Why Is Halloween Ends Rated R?

This October, Halloween Ends will make its debut in theatres, marking Jamie Lee Curtis’ last appearance as Laurie Strode in the Halloween film franchise.

To the satisfaction of audiences, the horror subgenre has been on a winning streak for some years now. There have been a number of excellent horror films re-released in theatres as a result of the production of new sequels, with 2018’s Halloween playing a significant role in the development of this trend. In order to complete a new trilogy, filmmaker David Gordon Green created two additional sequels, and the culmination of the entire project will take place in October with the release of Halloween Ends. We are fully aware of the factors that led to the next horror film being classified R.

Rated R for bloody horror violence and gore, language throughout and some sexual references

The Halloween films that are now in theatres are a direct sequel to the film that John Carpenter released in 1978. Jamie Lee Curtis and other original cast members reprised their roles as inhabitants of Haddonfield in these films. The present tale will be wrapped up in Halloween Ends, which will also mark the conclusion of Curtis’ run as Laurie Strode in this incarnation of the character. A short while ago, the forthcoming slasher movie received its official Film Rating from the MPAA, and, as one might expect, it was given a rating of R.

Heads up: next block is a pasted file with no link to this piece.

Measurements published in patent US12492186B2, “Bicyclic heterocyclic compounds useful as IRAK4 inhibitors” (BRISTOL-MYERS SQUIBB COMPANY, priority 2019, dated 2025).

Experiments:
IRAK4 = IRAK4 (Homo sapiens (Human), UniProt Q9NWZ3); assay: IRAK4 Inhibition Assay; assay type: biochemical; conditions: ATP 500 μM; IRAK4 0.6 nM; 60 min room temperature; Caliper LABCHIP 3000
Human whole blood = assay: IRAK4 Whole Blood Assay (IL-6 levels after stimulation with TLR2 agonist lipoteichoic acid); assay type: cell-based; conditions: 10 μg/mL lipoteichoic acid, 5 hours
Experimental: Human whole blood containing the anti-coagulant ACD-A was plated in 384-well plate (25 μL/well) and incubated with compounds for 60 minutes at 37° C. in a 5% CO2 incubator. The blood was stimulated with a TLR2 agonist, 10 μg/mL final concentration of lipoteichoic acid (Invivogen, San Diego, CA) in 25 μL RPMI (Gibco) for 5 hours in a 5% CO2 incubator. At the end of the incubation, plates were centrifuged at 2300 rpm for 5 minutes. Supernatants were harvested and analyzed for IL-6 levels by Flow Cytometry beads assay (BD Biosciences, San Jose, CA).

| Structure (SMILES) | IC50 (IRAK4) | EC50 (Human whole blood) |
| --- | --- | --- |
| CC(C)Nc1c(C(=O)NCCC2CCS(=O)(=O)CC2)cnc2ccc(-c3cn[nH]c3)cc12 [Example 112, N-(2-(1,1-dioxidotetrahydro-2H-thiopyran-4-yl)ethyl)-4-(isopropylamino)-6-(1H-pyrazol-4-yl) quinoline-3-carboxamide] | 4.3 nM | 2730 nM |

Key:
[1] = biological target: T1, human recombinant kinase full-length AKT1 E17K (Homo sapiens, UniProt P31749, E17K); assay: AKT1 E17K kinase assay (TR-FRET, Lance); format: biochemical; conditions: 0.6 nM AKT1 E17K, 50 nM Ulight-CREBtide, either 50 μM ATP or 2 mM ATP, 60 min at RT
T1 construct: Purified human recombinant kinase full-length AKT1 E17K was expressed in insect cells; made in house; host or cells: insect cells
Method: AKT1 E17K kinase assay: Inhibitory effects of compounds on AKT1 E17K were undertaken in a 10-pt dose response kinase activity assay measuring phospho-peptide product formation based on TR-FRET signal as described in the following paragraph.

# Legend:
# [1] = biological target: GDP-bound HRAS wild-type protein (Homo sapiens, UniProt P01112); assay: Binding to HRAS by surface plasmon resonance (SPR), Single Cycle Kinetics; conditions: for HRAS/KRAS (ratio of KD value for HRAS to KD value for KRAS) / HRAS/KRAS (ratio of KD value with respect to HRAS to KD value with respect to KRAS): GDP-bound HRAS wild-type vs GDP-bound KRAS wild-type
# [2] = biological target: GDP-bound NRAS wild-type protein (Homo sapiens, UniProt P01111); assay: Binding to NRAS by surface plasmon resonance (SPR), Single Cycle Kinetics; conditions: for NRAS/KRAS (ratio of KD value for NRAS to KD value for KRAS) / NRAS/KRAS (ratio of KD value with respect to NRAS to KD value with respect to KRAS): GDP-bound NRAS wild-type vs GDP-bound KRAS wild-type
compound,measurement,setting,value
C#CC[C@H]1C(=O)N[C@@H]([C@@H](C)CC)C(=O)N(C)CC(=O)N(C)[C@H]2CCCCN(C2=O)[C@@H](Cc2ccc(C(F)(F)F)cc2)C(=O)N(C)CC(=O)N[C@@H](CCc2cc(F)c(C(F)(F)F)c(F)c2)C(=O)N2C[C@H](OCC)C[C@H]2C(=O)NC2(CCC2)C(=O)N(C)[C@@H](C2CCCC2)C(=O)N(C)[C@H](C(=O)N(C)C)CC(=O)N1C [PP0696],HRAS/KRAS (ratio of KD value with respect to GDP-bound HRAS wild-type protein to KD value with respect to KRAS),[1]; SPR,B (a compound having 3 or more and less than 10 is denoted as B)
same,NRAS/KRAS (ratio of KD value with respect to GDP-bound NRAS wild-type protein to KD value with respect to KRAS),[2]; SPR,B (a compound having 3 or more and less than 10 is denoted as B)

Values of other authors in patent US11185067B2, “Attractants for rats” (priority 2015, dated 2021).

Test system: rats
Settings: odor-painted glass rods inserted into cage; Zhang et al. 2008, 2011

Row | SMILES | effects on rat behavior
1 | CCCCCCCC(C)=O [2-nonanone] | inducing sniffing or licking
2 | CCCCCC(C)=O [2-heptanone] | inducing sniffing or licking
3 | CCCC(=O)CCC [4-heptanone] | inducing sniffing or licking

It seems like Halloween Ends will include all of the hallmarks of an R-rated horror film, including a great deal of bloody gore and language consisting primarily of four-letter terms. But who can blame people like Laurie Strode and company for having foul language when they are being pursued by Michael Myers? I can’t help but worry about the individuals to whom the sexual references will be made; for example, will Laurie and Will Patton’s character, Deputy Frank Hawkins, develop into a committed relationship? The future holds the answer, although it doesn’t look like very many characters made it through the events of Halloween Kills.

The violence in the 2018 Halloween movie went up to a 10 for Halloween Kills, despite the fact that there were several genuinely memorable deaths in the film (particularly the scene in which Oscar is impaled by the fence). Throughout the entirety of that horror film, Michael Myers amassed an unfathomably high body count, ultimately taking the lives of almost every member of the cast (including the iconic Judy Greer). As a result of this, it ought to be fascinating to observe how influential the use of violence finally proves to be in David Gordon Green and Danny McBride’s third instalment.

Even while this first look at Halloween Ends is exciting for the generation so of fans out there, the video that was shown was relatively restricted. Andi Matichak’s Allyson was only in it for a few brief seconds, and there was no sign of Kyle Richards, who was conspicuously missing. However, given that the slasher will be coming in time for the holiday in question this fall, marketing efforts should start building up significantly.

The 14th of October is the release date for Halloween Ends in cinemas.